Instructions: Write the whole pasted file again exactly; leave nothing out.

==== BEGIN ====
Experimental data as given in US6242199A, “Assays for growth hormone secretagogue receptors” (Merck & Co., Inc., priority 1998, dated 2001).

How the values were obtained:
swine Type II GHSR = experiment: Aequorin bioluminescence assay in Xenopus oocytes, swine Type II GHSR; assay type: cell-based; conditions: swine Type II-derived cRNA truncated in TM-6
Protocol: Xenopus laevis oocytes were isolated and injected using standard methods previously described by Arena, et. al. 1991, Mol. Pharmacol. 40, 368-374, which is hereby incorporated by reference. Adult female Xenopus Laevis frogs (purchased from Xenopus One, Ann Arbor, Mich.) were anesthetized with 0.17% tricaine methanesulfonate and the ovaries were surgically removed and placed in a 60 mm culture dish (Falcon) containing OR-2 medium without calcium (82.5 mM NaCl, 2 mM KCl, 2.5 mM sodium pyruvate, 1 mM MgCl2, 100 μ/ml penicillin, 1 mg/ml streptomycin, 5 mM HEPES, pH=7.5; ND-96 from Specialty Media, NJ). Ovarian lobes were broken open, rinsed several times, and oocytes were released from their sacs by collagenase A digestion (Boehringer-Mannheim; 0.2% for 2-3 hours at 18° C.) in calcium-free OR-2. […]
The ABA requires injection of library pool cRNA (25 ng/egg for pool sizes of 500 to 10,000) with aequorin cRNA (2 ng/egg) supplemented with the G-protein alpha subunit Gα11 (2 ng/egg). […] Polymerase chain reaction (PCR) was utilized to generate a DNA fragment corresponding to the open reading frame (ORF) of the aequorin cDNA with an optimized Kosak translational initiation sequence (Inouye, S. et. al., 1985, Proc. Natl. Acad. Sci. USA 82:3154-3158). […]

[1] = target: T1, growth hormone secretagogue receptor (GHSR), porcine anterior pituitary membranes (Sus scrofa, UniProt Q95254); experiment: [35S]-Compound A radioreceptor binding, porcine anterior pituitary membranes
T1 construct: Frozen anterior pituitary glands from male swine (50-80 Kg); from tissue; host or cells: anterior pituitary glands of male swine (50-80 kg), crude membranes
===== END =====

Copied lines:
Experimental data as given in US6242199A, “Assays for growth hormone secretagogue receptors” (Merck & Co., Inc., priority 1998, dated 2001).

How the values were obtained:
swine Type II GHSR = experiment: Aequorin bioluminescence assay in Xenopus oocytes, swine Type II GHSR; assay type: cell-based; conditions: swine Type II-derived cRNA truncated in TM-6
Protocol: Xenopus laevis oocytes were isolated and injected using standard methods previously described by Arena, et. al. 1991, Mol. Pharmacol. 40, 368-374, which is hereby incorporated by reference. Adult female Xenopus Laevis frogs (purchased from Xenopus One, Ann Arbor, Mich.) were anesthetized with 0.17% tricaine methanesulfonate and the ovaries were surgically removed and placed in a 60 mm culture dish (Falcon) containing OR-2 medium without calcium (82.5 mM NaCl, 2 mM KCl, 2.5 mM sodium pyruvate, 1 mM MgCl2, 100 μ/ml penicillin, 1 mg/ml streptomycin, 5 mM HEPES, pH=7.5; ND-96 from Specialty Media, NJ). Ovarian lobes were broken open, rinsed several times, and oocytes were released from their sacs by collagenase A digestion (Boehringer-Mannheim; 0.2% for 2-3 hours at 18° C.) in calcium-free OR-2. […]
The ABA requires injection of library pool cRNA (25 ng/egg for pool sizes of 500 to 10,000) with aequorin cRNA (2 ng/egg) supplemented with the G-protein alpha subunit Gα11 (2 ng/egg). […] Polymerase chain reaction (PCR) was utilized to generate a DNA fragment corresponding to the open reading frame (ORF) of the aequorin cDNA with an optimized Kosak translational initiation sequence (Inouye, S. et. al., 1985, Proc. Natl. Acad. Sci. USA 82:3154-3158). […]

[1] = target: T1, growth hormone secretagogue receptor (GHSR), porcine anterior pituitary membranes (Sus scrofa, UniProt Q95254); experiment: [35S]-Compound A radioreceptor binding, porcine anterior pituitary membranes
T1 construct: Frozen anterior pituitary glands from male swine (50-80 Kg); from tissue; host or cells: anterior pituitary glands of male swine (50-80 kg), crude membranes